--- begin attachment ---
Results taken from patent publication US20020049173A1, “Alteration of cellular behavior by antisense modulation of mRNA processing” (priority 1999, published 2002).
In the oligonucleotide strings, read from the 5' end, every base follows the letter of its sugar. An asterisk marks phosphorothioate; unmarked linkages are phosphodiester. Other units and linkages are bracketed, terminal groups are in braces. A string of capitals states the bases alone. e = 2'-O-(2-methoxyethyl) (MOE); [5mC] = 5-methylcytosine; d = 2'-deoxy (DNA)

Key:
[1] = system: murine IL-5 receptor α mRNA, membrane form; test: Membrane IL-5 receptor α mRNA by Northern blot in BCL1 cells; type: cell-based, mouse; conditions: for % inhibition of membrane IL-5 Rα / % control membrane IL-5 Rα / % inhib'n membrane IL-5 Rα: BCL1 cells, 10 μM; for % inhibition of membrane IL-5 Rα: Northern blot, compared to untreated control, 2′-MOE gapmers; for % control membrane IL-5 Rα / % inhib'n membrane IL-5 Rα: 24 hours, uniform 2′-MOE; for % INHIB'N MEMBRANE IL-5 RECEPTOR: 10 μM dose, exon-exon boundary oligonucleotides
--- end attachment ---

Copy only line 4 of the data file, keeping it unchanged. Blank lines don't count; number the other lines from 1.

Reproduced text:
[1] = system: murine IL-5 receptor α mRNA, membrane form; test: Membrane IL-5 receptor α mRNA by Northern blot in BCL1 cells; type: cell-based, mouse; conditions: for % inhibition of membrane IL-5 Rα / % control membrane IL-5 Rα / % inhib'n membrane IL-5 Rα: BCL1 cells, 10 μM; for % inhibition of membrane IL-5 Rα: Northern blot, compared to untreated control, 2′-MOE gapmers; for % control membrane IL-5 Rα / % inhib'n membrane IL-5 Rα: 24 hours, uniform 2′-MOE; for % INHIB'N MEMBRANE IL-5 RECEPTOR: 10 μM dose, exon-exon boundary oligonucleotides